Written by: Revadhia H. A. & Edward F. S.
Designed by: Dewi Wulandari
The world is currently experiencing climate disparities which are changing not according to the scale as it should be. Climate change is a condition where there is a significant change in climate, rainfall, or air temperature within a certain period of time. This significant climate change is caused by one of the human activities, namely the widespread use of fossil fuels to fulfill life which is increasingly indifferent to the adverse impacts it has on the local environment or globally. This fossil fuel was formed from the decomposition of buried carbon-based organisms that died millions years ago and are used again by today’s humans to be processed into energy that can meet their daily needs. When these fossil fuels are burned, they release large amounts of carbon dioxide and greenhouse gasses into the air which trap heat in our atmosphere and cause global warming. In fact, right now, the world is experiencing the fastest warming in history.
Furthermore, toxic gasses like nitrous oxide and methane, as well as particles from fossil fuels, are the primary causes of air pollution-related fatalities globally and have a negative impact on human health in general. Fossil fuels have an impact on the state of the oceans as well. Because oceans absorb a considerable amount of CO2, they become increasingly acidic. The ocean’s acidity has increased by 30% since the beginning of the Industrial Revolution as a result of our coal-burning activities. On top of that, it is expected that we will run out of fossil fuels this century. As a result, we require alternative energy that is both environmentally friendly and renewable.
In the midst of the widespread use of fossil fuels which have a negative impact on the global environment, geothermal energy can be the best alternative in reaching the human needs. Geothermal energy is non-fossil energy that can reduce carbon emissions because this energy is considered environmentally friendly because it has the smallest emissions compared to fossil energy. For example, the massive use of fossil fuels as a product of a Steam Power Plant (PLTU) can be replaced by utilizing geothermal energy as a Geothermal Powered Power Plant (PLTPB) which is produced from heat energy contained in the layers of the earth’s crust. Currently, the number of countries that directly use geothermal resources has increased from 28 in 1995 to 88 in 2015. Awareness of scientific advances in utilizing geothermal energy still needs to be increased, especially for potential countries, such as Indonesia. Indonesia has a very large resource content in terms of geothermal, if it can be developed then it will have an effective impact on reducing carbon emissions and mitigating the climate crisis. It is quite unfortunate that the contribution and consumption of geothermal energy in Indonesia is still quite small, at 8.17%, and the generation of geothermal energy in Indonesia is also in a small number. This is included in the small category and cannot be said to be optimal, related to Indonesia’s commitment to achieving the renewable energy target in 2025 of 23% and in 2050 of 50%. Energy consumption will continue to increase; Therefore, geothermal energy must also contribute both in electricity generation and heating.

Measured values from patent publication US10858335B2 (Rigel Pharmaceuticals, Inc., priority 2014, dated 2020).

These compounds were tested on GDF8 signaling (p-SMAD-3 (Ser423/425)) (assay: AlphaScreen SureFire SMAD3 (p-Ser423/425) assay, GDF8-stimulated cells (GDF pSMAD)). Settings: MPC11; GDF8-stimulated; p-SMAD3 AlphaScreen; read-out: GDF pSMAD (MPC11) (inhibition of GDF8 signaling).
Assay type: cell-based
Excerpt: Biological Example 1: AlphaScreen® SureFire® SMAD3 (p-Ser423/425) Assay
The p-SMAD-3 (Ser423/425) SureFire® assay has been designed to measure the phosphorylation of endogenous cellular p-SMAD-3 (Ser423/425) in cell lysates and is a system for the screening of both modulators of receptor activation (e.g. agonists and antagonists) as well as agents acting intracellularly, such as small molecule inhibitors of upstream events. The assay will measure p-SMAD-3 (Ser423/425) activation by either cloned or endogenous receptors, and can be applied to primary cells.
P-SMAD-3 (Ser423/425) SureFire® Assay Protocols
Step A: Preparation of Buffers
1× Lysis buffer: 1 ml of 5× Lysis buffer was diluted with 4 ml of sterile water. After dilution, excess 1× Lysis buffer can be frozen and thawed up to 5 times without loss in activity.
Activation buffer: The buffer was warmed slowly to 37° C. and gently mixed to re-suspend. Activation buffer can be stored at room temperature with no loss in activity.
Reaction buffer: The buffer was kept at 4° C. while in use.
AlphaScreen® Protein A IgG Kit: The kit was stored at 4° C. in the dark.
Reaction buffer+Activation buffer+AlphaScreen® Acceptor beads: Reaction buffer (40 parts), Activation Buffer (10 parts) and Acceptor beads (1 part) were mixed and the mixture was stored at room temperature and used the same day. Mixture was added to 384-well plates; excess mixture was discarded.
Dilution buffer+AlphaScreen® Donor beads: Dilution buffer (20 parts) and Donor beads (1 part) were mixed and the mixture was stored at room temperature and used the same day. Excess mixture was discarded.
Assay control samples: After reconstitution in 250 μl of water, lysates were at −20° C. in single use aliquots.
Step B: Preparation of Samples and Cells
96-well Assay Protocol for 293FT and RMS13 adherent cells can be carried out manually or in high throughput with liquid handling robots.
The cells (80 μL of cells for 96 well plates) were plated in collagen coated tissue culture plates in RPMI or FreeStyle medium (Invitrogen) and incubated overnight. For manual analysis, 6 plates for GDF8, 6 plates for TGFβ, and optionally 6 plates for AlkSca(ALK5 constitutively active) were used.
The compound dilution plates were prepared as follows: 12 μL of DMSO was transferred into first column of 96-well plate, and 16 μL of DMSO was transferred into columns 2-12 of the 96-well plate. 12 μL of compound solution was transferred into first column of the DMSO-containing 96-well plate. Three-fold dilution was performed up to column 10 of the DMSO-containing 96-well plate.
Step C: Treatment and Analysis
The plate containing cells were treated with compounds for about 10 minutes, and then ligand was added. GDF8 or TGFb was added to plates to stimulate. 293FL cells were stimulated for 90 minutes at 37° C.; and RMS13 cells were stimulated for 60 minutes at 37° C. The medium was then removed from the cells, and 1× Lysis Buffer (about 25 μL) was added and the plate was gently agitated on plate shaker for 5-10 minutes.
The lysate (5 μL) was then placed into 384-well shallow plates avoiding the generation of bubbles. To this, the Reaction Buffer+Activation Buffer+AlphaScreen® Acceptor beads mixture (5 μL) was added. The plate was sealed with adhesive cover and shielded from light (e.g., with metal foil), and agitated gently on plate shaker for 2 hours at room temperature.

There are various advantages of using geothermal energy over fossil fuels. Geothermal costs less. Since no fuel is purchased and the facility costs are essentially fixed, the cost of geothermal energy production is constant during the course of the facility. It also provides a continuous source of energy all the time. Moreover, geothermal energy has a higher capacity factor. Geothermal power plants can produce up to 95%, much higher than the capacity factor of coal plants, which is only 60-70%. Most importantly, geothermal energy is a renewable source because it comes from the earth’s core and the fluid is circulated back to the earth. Also, geothermal energy produces the least amount of pollution and greenhouse gasses. More interesting, geothermal energy can be found everywhere all around the world. However, there are several countries with higher geothermal potential, including Indonesia. Indonesia’s geothermal energy potential is around 40% of the world’s geothermal energy potential or approximately 23,9 GW. This placed Indonesia as the second country in the world with the most geothermal energy potential after the United States of America. As stated before, Indonesia still has a large amount of unused geothermal energy. Luckily, the Indonesian government has taken steps to harness this geothermal energy by establishing PT Pertamina Geothermal Energy (PGE). PGE presently manages 13 geothermal operating zones, which have the potential to reduce CO2 emissions by about 9.7 million tonnes annually. Considering all of the advantages mentioned above, geothermal energy could be one of Indonesia’s finest options for achieving the Net-Zero Goal as well as saving the environment from the dangers of fossil fuels.